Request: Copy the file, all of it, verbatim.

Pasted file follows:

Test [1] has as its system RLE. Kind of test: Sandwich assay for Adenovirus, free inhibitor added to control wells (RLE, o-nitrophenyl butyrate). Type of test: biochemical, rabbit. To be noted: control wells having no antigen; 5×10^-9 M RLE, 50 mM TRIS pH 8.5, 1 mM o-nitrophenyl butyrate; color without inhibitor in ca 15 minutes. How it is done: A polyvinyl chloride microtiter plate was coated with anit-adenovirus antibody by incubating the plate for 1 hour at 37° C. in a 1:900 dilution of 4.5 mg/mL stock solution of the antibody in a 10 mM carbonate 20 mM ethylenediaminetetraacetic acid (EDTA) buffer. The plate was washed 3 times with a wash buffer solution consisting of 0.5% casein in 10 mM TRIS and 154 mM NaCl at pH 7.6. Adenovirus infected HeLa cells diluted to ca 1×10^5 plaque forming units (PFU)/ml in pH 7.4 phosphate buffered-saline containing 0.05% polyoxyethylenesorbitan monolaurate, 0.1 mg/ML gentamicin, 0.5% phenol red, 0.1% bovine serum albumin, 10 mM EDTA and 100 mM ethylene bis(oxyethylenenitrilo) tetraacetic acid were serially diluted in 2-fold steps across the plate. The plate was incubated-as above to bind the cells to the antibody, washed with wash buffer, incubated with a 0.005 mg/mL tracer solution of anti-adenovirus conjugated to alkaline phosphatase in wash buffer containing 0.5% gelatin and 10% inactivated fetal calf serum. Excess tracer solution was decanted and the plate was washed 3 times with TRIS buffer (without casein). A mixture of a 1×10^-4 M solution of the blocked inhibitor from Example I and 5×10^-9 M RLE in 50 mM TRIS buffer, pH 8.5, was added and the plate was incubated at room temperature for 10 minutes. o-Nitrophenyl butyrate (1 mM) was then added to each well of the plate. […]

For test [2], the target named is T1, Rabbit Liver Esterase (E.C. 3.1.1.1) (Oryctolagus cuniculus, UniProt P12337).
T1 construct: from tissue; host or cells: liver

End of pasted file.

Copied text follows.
Test [1] has as its system RLE. Kind of test: Sandwich assay for Adenovirus, free inhibitor added to control wells (RLE, o-nitrophenyl butyrate). Type of test: biochemical, rabbit. To be noted: control wells having no antigen; 5×10^-9 M RLE, 50 mM TRIS pH 8.5, 1 mM o-nitrophenyl butyrate; color without inhibitor in ca 15 minutes. How it is done: A polyvinyl chloride microtiter plate was coated with anit-adenovirus antibody by incubating the plate for 1 hour at 37° C. in a 1:900 dilution of 4.5 mg/mL stock solution of the antibody in a 10 mM carbonate 20 mM ethylenediaminetetraacetic acid (EDTA) buffer. The plate was washed 3 times with a wash buffer solution consisting of 0.5% casein in 10 mM TRIS and 154 mM NaCl at pH 7.6. Adenovirus infected HeLa cells diluted to ca 1×10^5 plaque forming units (PFU)/ml in pH 7.4 phosphate buffered-saline containing 0.05% polyoxyethylenesorbitan monolaurate, 0.1 mg/ML gentamicin, 0.5% phenol red, 0.1% bovine serum albumin, 10 mM EDTA and 100 mM ethylene bis(oxyethylenenitrilo) tetraacetic acid were serially diluted in 2-fold steps across the plate. The plate was incubated-as above to bind the cells to the antibody, washed with wash buffer, incubated with a 0.005 mg/mL tracer solution of anti-adenovirus conjugated to alkaline phosphatase in wash buffer containing 0.5% gelatin and 10% inactivated fetal calf serum. Excess tracer solution was decanted and the plate was washed 3 times with TRIS buffer (without casein). A mixture of a 1×10^-4 M solution of the blocked inhibitor from Example I and 5×10^-9 M RLE in 50 mM TRIS buffer, pH 8.5, was added and the plate was incubated at room temperature for 10 minutes. o-Nitrophenyl butyrate (1 mM) was then added to each well of the plate. […]

For test [2], the target named is T1, Rabbit Liver Esterase (E.C. 3.1.1.1) (Oryctolagus cuniculus, UniProt P12337).
T1 construct: from tissue; host or cells: liver